Why Iraq’s election is a remarkable victory for democracy. By Haider Al-Abadi*

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Election in Mosul 2018

Iraqis in Mosul waited to vote on May 12 next to a building in ruins from the battle to oust Islamic State militants from their city. (Maya Alleruzzo/AP)

On May 12, Iraq held its fourth national elections since 2003. More than 10 million people turned up at polling stations. Men and women alike voted freely — a rarity in the Middle East, and something that Iraqis can be proud of. Despite a lower turnout than was expected, voters leaned toward cross-sectarian lists rather than the ethnic or sect-based groupings that dominated previous elections.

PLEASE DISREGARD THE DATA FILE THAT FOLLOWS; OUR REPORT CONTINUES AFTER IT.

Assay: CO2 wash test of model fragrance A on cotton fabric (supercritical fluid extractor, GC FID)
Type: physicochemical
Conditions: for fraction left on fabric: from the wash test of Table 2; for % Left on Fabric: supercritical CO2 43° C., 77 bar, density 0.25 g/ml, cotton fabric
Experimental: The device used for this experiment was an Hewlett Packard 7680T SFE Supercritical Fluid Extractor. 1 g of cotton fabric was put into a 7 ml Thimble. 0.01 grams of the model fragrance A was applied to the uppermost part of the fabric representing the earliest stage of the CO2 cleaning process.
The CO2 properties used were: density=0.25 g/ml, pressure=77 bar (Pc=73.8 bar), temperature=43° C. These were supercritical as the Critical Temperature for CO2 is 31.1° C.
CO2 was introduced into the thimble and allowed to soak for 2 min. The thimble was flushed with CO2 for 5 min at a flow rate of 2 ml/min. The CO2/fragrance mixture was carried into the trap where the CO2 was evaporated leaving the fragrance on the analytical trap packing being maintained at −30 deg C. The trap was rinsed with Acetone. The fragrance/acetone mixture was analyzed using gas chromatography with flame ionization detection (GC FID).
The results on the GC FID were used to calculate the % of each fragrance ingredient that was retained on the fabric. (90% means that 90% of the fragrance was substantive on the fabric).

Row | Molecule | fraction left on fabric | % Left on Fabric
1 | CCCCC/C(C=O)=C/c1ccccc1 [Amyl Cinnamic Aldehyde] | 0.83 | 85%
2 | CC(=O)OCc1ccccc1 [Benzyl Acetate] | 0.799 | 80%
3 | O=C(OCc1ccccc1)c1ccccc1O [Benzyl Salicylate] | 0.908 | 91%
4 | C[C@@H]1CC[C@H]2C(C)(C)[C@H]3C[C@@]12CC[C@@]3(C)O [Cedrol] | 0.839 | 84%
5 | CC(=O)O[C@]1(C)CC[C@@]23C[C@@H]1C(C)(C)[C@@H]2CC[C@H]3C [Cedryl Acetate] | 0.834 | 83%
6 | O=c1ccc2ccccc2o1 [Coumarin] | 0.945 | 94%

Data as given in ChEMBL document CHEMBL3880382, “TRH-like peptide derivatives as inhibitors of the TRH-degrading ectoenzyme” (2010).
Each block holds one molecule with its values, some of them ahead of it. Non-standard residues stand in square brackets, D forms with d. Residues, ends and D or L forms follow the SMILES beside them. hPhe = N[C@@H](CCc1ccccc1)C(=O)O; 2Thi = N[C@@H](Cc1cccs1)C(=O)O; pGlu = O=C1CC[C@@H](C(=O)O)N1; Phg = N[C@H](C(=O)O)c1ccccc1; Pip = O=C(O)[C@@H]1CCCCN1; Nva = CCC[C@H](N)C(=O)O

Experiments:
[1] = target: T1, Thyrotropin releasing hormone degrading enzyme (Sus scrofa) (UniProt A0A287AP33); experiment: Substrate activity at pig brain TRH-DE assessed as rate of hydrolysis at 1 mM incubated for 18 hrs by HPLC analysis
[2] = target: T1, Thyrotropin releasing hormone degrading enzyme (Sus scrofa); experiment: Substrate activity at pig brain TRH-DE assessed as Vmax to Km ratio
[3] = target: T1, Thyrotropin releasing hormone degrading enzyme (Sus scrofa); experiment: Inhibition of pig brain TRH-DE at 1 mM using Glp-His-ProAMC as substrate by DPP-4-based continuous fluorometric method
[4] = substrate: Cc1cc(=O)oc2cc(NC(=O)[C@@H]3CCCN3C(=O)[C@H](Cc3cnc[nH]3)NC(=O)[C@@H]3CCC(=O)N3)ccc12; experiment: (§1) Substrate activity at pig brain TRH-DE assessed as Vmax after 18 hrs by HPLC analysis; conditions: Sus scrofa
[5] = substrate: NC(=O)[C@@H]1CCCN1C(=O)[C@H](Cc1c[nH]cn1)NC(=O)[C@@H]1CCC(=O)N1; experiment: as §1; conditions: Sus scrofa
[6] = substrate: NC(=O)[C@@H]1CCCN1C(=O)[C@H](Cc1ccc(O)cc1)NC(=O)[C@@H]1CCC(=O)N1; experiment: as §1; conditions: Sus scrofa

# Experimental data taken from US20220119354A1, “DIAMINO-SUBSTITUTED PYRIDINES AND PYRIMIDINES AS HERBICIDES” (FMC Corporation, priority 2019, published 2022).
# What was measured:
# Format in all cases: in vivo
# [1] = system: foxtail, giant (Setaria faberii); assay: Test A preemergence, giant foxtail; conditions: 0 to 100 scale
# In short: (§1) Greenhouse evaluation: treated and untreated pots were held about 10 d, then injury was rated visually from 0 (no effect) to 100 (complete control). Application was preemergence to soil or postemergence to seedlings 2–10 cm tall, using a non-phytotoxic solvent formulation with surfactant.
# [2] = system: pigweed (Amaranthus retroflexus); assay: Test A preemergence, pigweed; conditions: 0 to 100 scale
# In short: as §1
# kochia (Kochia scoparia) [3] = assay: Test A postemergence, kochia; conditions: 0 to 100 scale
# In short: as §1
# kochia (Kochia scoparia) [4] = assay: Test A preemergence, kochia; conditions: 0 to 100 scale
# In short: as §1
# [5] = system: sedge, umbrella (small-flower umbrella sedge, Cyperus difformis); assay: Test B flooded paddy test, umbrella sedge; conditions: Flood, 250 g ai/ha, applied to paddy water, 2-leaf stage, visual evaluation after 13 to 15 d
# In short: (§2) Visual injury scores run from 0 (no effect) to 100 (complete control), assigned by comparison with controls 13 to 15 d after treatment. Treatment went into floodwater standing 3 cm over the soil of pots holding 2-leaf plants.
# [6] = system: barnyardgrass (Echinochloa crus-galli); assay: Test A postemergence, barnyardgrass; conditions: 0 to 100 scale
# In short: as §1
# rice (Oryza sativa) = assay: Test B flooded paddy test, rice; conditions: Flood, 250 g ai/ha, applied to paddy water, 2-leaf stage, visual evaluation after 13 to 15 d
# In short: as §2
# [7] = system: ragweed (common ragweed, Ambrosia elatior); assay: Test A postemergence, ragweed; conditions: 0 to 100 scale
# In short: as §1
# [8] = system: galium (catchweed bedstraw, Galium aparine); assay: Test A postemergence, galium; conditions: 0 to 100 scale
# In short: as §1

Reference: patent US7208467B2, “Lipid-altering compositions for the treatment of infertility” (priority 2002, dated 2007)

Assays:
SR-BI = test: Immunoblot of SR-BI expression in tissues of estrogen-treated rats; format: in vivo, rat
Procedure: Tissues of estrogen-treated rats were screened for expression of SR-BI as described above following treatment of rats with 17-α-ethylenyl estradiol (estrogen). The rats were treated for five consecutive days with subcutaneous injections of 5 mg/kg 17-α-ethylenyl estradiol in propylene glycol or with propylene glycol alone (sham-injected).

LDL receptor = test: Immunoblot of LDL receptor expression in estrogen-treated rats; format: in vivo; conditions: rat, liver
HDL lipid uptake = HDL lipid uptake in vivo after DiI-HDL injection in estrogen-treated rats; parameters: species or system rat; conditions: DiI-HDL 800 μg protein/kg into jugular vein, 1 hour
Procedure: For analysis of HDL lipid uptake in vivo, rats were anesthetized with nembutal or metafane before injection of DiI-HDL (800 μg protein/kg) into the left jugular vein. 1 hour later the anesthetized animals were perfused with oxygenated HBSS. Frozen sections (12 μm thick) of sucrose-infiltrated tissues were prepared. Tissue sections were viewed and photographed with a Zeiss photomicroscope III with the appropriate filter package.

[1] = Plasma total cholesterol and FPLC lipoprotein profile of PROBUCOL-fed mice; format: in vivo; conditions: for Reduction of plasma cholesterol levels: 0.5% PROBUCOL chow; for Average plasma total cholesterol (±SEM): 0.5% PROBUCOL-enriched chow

I myself campaigned in all 18 provinces, and our coalition won seats in 14 of those, something no other list was able to achieve. While there are irregularities that need to be addressed by the Independent High Electoral Commission, I have called on all sides to respect the final results and address any complaints through due legal process.

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Why Iraq’s election is a remarkable victory for democracy. By Haider Al-Abadi


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